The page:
PNC Bank, Wells Fargo to pay $300M to settle lawsuit alleging they made improper wire transfers
WASHINGTON — PNC bank, Wells bank and the U.S. Securities and Exchange Commission agreed Thursday to pay a combined $300 million to settle a federal lawsuit alleging the banks and their employees made improper transfers to people they were supposed to be serving.
The settlement with the Federal Reserve Bank of Minneapolis and the Office of the Comptroller of the Currency comes after years of litigation that included a $1.9 billion settlement with Citigroup, which accused the banks of illegally accepting unauthorized wire transfers.
The banks also agreed to pay penalties totaling $150 million.
The agreement includes $250 million to be paid to the Treasury Department and $200 million to the Commodity Futures Trading Commission.
Wells Fargo said it would donate $50 million to a fund that helps Americans rebuild their lives after the financial crisis.
The other banks will each pay a separate $50,000 penalty to the government.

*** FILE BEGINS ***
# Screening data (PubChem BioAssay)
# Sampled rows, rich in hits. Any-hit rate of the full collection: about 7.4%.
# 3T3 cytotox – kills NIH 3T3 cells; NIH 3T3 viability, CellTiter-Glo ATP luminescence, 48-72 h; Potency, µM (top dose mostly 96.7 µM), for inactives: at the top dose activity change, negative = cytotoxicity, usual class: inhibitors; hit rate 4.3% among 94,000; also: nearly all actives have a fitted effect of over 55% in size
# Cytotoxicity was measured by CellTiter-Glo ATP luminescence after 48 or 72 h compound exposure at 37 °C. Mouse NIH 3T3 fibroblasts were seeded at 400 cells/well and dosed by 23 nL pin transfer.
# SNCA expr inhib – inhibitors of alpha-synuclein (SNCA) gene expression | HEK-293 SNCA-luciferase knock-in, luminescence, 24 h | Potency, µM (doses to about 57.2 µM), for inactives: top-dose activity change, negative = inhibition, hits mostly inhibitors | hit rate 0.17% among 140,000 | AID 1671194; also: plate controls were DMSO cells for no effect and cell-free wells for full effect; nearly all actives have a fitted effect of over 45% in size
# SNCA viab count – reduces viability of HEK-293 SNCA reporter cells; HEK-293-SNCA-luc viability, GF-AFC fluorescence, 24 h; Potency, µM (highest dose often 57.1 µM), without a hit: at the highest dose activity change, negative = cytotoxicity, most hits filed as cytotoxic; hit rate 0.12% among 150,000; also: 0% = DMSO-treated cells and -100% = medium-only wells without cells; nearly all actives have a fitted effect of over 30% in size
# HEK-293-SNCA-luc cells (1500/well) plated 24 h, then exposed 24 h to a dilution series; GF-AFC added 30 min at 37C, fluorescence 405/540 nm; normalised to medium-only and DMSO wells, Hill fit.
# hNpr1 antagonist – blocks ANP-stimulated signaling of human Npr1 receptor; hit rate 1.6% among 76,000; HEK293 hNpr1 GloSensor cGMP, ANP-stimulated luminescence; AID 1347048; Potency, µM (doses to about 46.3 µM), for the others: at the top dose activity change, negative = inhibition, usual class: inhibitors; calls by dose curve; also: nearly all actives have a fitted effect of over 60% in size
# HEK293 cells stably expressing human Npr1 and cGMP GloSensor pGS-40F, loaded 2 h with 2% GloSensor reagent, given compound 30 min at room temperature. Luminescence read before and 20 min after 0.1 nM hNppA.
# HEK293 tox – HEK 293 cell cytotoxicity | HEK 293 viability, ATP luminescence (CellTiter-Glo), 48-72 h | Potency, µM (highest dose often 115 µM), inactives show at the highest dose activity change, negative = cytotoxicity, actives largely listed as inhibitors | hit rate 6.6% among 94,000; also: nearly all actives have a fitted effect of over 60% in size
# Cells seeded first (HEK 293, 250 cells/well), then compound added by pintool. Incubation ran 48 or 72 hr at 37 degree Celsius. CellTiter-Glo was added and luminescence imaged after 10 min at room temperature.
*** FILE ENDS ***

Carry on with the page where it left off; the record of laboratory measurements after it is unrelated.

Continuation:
The U.N. Working Group on Arbitrary Detention, which monitors unfair arrest and detention practices, had warned the settlements would be “extremely costly” and “could deter future whistle-blowers.”
Wells Fargo was named in the lawsuit filed by the U,S.
Office of Special Counsel, which is investigating the conduct of the banks.
A spokesman for the regulator declined to comment.
Wells said it agreed to the settlement to “address concerns of the public about the accuracy of its disclosures about wire and electronic money transfers.”
It said it was cooperating fully with the probe and would not be making any further comments.
The settlements also require the banks to implement a new electronic reporting system that will include a database for customers to report suspicious transactions.
The system is expected to be completed by the end of the year.
Wells is the second major U.